How to reach financial goals

How to reach financial goals

If you’re saving for a holiday, a new car or even a home deposit, it can help to have pointers to guide you.

Sure, a high-interest savings account is a good start for scoring interest and keeping your hard-earned cash locked away for a period of time. But in terms of reaching your financial goals, how do you motivate yourself?

Dreaming of white sand and palm trees?

Expedia recently released its 2014 Insiders’ Select List, which outlines the hottest hotels from around the globe. The top pick was California’s Lakehouse Hotel and Resort. Indonesia’s Bali is a haven for holiday makers – Seminyak’s Blue Karma Resort scooped up second place.

Saving for a home deposit or retirement is smart, but remember that a little rest and relaxation is important too. There’s your first tip to saving for a financial goal: Have something to look forward to within your means, whether it’s a relaxing long weekend or annual overseas trip.

“Although many Australians are experiencing a shortfall of cash between pay cheques, these households are likely to be including savings and debt repayments into their monthly commitments. With this in mind, Australians continue to take a sensible approach to household financial management,” noted John Arnott, ING Direct Executive Director of Customers.

By being proactive about your finances and repaying debt, you’ll feel like you earned that fantastic holiday.

Need a new car or a property upgrade?

Sure, it’s great to see your high-interest savings account growing over time. As much as we’d all love a holiday in an exotic location, sometimes life’s practicalities get in the way.

If your car is spending more time at the mechanic than in your garage, it might be time for a new vehicle. Perhaps you’re done with renting and want to start building up equity in your own property. 

There we have the second tip to saving for a financial goal: prioritising. 

There’s no point enjoying a luxurious holiday if you’re going to return to an expiring lease or broken car. By contrast, if you’re in dire need of a little rest and relaxation, have some annual leave saved up and your living situation is stable, you’d be better off treating yourself to a rejuvenating getaway.

Set a time limit

Are you racking up big dollars on your credit card and struggling to see how you’ll save for a holiday, new car or home deposit?

Here’s the third tip for saving for a financial goal: Set yourself a time limit for paying off high-interest debt, whether you’ve taken out personal loans or have been relying on your credit card too much.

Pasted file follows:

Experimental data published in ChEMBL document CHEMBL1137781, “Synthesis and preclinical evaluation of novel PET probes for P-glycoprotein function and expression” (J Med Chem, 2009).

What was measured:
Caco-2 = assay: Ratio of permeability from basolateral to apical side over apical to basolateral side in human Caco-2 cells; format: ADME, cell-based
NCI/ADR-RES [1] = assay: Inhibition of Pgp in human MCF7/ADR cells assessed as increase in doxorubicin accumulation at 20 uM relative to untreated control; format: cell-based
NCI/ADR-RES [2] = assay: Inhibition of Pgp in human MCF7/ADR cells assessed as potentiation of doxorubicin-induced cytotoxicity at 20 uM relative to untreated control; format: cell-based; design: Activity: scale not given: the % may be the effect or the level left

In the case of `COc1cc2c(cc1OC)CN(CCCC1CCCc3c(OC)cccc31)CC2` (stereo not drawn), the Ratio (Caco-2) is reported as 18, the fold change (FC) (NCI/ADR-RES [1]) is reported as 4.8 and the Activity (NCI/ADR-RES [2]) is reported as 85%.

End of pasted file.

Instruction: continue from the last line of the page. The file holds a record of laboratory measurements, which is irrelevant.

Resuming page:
If you continue to pay off debt at the minimum rate, it’ll be a long time before you can realise your financial goals. Once you’ve paid off this kind of debt, you can focus on making some serious savings.

Start small, then reach for the sky

Let’s say you’re saving for a house. If you want to avoid Lenders Mortgage Insurance, you’ll need a 20 per cent deposit. 

To lock in a $400,000 property, you’ll therefore need an $80,000 deposit. That sure ain’t chump change — in fact, such a large amount can be a little daunting. 

Here’s your fourth tip: Start with small savings goals, so you can check them off faster. For instance, your first goal might be to save $5,000, then $10,000, and so forth. By achieving smaller goals more frequently, you may find yourself a lot more motivated.

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Learn more about savings accounts

How to make money with a savings account?

Savings accounts make you money by earning interest on your savings. The more money you deposit, the longer you leave it in the account, and the higher the account’s interest rate, the more interest you’ll be paid by the bank or financial institution, and the more your wealth will grow.

To make sure your savings account makes money and doesn’t lose money, it’s important to maintain a large enough minimum balance that the annual interest earned exceeds any annual fees charged on the account.

How much money should I have in my savings account?

A good rule of thumb when working out a minimum balance for your savings account is to make sure that you’ll earn more in annual interest on your savings than what you’ll be charged in annual fees.

If you’re saving with a specific goal in mind, prepare a budget so the interest you earn on your deposits will help you efficiently reach this goal. Online financial calculators may be helpful here.

What is the interest rate on savings accounts?

As banks frequently change their rates, the most accurate way to look at interest rates on savings accounts is to use a savings accounts comparison tool. When you look at the savings rate check what the maximum and minimum rates are. Often banks will offer you a promotional rate for the first few months which is competitive, but then revert back to a base rate which can sometimes be less than inflation. Ongoing bonus rates are often a safer bet as they will keep rewarding you with the maximum rate, provided you meet their criteria